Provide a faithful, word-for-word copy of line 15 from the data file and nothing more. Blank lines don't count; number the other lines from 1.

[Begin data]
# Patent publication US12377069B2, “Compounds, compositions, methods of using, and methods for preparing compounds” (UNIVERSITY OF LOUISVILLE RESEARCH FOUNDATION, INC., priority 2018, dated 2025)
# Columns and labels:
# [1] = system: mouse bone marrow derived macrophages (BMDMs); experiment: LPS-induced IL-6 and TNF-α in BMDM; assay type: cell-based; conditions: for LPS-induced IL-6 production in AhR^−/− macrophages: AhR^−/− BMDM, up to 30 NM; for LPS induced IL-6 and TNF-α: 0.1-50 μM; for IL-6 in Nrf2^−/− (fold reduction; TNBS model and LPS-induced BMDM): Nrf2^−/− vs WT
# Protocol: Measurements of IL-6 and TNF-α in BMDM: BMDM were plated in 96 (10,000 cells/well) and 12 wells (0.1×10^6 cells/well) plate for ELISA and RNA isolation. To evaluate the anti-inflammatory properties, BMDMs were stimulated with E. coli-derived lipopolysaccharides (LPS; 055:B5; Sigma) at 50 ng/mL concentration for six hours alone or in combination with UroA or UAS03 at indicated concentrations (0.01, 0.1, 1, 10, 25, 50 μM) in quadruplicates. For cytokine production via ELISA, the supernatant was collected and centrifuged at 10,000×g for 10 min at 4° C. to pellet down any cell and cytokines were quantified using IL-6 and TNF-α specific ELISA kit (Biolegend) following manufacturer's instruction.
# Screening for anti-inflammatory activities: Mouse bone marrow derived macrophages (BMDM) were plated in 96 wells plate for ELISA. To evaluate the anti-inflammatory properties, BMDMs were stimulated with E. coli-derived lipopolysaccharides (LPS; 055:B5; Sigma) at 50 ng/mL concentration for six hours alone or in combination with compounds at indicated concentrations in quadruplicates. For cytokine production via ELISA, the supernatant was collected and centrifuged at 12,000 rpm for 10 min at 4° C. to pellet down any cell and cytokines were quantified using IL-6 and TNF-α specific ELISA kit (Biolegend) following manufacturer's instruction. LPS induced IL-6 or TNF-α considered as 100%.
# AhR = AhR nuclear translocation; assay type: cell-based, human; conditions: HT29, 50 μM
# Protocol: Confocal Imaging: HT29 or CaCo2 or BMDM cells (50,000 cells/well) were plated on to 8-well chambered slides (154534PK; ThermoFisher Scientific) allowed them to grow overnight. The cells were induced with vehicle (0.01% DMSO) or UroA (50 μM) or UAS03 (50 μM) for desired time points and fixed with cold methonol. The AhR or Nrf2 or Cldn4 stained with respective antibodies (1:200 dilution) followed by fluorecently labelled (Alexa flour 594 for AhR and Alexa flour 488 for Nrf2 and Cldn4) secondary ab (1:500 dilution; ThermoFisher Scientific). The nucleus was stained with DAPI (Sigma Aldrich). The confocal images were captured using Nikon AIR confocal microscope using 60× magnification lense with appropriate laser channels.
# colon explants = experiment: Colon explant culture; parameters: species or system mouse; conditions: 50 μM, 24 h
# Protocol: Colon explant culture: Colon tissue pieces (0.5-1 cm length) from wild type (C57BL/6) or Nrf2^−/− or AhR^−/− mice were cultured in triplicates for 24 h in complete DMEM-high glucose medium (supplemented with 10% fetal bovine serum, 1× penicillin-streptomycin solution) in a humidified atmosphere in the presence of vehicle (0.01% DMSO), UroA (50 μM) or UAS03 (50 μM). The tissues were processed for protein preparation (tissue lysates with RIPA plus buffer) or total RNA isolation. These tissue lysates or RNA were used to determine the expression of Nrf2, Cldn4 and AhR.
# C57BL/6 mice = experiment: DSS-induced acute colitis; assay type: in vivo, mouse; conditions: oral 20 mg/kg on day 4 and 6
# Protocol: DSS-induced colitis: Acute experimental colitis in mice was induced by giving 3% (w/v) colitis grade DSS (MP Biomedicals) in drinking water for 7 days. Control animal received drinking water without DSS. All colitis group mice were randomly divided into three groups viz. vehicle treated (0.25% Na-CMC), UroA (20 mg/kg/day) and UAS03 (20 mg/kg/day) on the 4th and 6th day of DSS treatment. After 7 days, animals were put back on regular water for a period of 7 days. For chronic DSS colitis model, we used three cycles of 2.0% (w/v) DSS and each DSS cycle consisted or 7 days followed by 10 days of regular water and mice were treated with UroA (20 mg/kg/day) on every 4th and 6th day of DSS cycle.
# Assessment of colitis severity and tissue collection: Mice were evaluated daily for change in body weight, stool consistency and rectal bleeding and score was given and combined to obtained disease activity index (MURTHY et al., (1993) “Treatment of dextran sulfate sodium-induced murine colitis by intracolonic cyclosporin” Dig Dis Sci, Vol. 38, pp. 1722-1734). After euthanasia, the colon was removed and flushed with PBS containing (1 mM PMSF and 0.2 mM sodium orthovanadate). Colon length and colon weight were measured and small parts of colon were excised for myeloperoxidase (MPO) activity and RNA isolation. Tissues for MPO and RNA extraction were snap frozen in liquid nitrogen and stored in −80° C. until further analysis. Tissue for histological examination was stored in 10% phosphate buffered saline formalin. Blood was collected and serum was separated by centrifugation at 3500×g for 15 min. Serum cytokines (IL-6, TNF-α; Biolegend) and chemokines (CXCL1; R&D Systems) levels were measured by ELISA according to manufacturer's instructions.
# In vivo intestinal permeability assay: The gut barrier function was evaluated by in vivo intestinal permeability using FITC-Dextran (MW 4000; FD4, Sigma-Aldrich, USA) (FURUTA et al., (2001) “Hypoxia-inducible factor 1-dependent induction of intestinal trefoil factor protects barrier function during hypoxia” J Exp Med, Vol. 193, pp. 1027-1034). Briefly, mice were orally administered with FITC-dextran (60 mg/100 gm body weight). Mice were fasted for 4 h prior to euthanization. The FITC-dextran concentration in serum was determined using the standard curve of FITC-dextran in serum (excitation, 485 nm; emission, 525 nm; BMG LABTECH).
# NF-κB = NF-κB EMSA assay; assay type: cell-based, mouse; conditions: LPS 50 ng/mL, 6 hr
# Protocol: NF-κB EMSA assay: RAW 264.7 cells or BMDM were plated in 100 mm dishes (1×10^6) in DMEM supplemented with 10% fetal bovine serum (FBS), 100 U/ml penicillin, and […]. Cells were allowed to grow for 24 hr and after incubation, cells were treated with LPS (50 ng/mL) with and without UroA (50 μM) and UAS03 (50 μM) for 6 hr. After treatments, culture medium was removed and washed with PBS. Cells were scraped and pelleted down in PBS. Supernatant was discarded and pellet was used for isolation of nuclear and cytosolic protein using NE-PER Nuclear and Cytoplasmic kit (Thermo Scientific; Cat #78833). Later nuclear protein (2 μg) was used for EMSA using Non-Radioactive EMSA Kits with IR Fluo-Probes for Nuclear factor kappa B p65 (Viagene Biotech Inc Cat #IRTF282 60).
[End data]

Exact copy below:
# Protocol: NF-κB EMSA assay: RAW 264.7 cells or BMDM were plated in 100 mm dishes (1×10^6) in DMEM supplemented with 10% fetal bovine serum (FBS), 100 U/ml penicillin, and […]. Cells were allowed to grow for 24 hr and after incubation, cells were treated with LPS (50 ng/mL) with and without UroA (50 μM) and UAS03 (50 μM) for 6 hr. After treatments, culture medium was removed and washed with PBS. Cells were scraped and pelleted down in PBS. Supernatant was discarded and pellet was used for isolation of nuclear and cytosolic protein using NE-PER Nuclear and Cytoplasmic kit (Thermo Scientific; Cat #78833). Later nuclear protein (2 μg) was used for EMSA using Non-Radioactive EMSA Kits with IR Fluo-Probes for Nuclear factor kappa B p65 (Viagene Biotech Inc Cat #IRTF282 60).